The FIFA World Cup kicked off in Russia early this month with the hosts hammering a poor Saudi Arabia side 5-0 in the opening match. It has been a tournament of firsts, from the implementation of VAR to the World Cup debuts of Panama, Iceland and Achilles the psychic cat…
At time of writing, there hasn’t been a single goalless draw in the tournament in 30 matches, and England have just hit 6 goals in a match for the first time in their World Cup history. There is no doubt that this World Cup has been a joy to watch and the stats are only adding to the viewing experience. In this article we take a look at some of the stand-out stats from the tournament so far and see what it can tell us.
This World Cup has been called ‘boring’ by some spectators recently, but the statistics beg to differ. As well as there not been a single goalless draw in 30 matches, there have been a healthy 78 goals scored at an average of 2.6 per game.
In modern times that’s pretty impressive, the highest goals per game since 1970 has been 2.7, so with a further 34 games to go there’s a chance this tournament could break a few records. The flurry of goals in Russia is perhaps indicative of the state of the global game at the moment, with many managers favouring the adoption of attacking, pressing football.
Whereas for example, the 2010 World Cup in South Africa epitomised the footballing landscape of the time. There were on average, 2.3 goals per game in that tournament as teams opted to play in two distinct ways – slowly suffocating the opposition with possession, or playing tight, defensive football.
England striker Harry Kane currently sits atop of the goal scoring charts with 5 successful strikes in 2 games. That haul would have made him joint top-scorer in 2010 and 2006, and in second place in the vast majority of tournaments played.
On average, 6 goals will guarantee a player top scorer in the World Cup, which isn’t to be sniffed at, considering there are only 7 games available to score in. However this World Cup looks like it will be a record breaking one for the Golden Boot.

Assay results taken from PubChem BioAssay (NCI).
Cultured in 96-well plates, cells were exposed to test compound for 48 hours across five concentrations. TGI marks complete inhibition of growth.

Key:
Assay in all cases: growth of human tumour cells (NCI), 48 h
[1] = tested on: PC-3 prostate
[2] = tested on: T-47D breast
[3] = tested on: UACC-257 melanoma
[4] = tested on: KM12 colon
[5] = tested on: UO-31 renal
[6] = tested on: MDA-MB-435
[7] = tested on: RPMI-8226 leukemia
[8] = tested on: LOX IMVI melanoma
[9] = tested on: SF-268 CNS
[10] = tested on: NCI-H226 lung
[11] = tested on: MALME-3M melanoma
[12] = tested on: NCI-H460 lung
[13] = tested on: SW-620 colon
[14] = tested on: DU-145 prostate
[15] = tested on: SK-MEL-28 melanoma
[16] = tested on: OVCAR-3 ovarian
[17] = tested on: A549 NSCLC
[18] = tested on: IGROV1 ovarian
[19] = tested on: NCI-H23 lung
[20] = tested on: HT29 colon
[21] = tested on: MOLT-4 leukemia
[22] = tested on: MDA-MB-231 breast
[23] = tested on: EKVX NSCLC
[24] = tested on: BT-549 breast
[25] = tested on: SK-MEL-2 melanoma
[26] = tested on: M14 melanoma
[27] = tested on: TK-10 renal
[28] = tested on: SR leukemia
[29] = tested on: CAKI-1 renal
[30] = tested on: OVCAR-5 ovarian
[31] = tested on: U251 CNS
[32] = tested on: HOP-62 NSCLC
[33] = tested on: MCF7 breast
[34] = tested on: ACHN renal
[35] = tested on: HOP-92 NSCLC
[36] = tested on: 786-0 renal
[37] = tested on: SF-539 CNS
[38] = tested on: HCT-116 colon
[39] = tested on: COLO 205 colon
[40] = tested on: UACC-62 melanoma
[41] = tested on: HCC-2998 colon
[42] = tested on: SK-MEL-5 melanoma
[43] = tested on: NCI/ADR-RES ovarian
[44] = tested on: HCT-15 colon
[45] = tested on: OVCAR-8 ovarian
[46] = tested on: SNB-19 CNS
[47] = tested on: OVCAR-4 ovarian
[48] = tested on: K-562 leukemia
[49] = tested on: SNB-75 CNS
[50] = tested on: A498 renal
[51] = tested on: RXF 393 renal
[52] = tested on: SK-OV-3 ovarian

Romelu Lukaku and Cristiano Ronaldo both sit behind Harry Kane on 4 goals score a piece and don’t show any signs of slowing down. Just Fontaine holds the record for the most goals scored in a World Cup, with 13 during the 1958 finals, if current trends continue, that record could be changing hands in mid-July.
There have been 16 spot-kicks awarded in 30 games so far, which puts Russia 2 off the all-time record of 18 awarded in a tournament, back in 2002. Experts and pundits alike are telling us that the reason for this is VAR, claiming that the review system has helped to punish previously unseen fouls in the boxes.
Yet out of the 16 penalties awarded in Russia, only 3 of them were given as a result of VAR reviews. Perhaps the real reason for the plethora of penalties is FIFA’s crack down on grappling in the box. All 32 teams were shown videos of incidents that would be penalised by referees in the build-up to the tournament and grappling was one of them.
In England’s 6-1 victory against Panama, 2 penalties were given by the referee, one for grappling in the box and another for a clear foul in open play. Perhaps in the knock-out phases, players will be more cautious and the amount of penalties being awarded may well drop.
Germany go long
Germany have struggled so far in Russia, losing their opening game 1-0 to Mexico and narrowly edging past Sweden 2-1 courtesy of a stunning last-minute goal from Toni Kroos. Die Mannschaft have been a joy to watch in recent tournaments and have entertained with their fast, aggressive football.
However, in previous tournaments the Germans controlled games with short-passing and quick possession football. Yet in Russia, two of the top three players hitting long-balls are German, Jerome Boateng and midfield maestro Toni Kroos. Players from Iceland, Australia and Costa Rica make up the rest of the top 10.
These passing stats go some way to explaining why Germany are struggling, as they seem to have abandoned their usual passing style.
Shots mean goals…
Not necessarily, top-scorer Harry Kane doesn’t make the top 10 for shots per game despite bagging 5 times. In contrast, Argentinian striker Lionel Messi is top of the charts with an average of 6 shots taken per game and surprisingly no goals scored.
Most impressively, Michy Batshuayi is in second place after hitting 6 shots in just 22 minutes of football when he came on as a late substitute for Belgium in their clash against Tunisia.
You might expect to see the Panama ‘keeper or the Icelandic stopper at the top of the saves list, but instead that spot is taken by Mexican Guillermo Ochoa. The veteran ‘keeper has made 14 saves so far, showing that the Mexican defence has been somewhat porous so far and they have their number one to thank for keeping them out of trouble.
Although some of the stats mentioned in this article have been for fun, it’s important to remember just how much emphasis Gareth Southgate and co will be placing on the numbers. Games are often won and lost on small margins, so having a better idea of your opponent’s strengths and weaknesses makes sense.
In the final group game against Belgium, every England player will have their performance monitored in detail. Not only to see if how successful they are with and without the ball, but to analyse their energy levels ahead of a crunch period of knockout football.
If the victory against Panama showed anything, it’s that England are a well-prepared side ready to take advantage of anything and everything. The smart free-kick that led to John Stones opener and the Three Lions danger from corners is testament to that. If they continue with that attention to detail, football could well be coming home.
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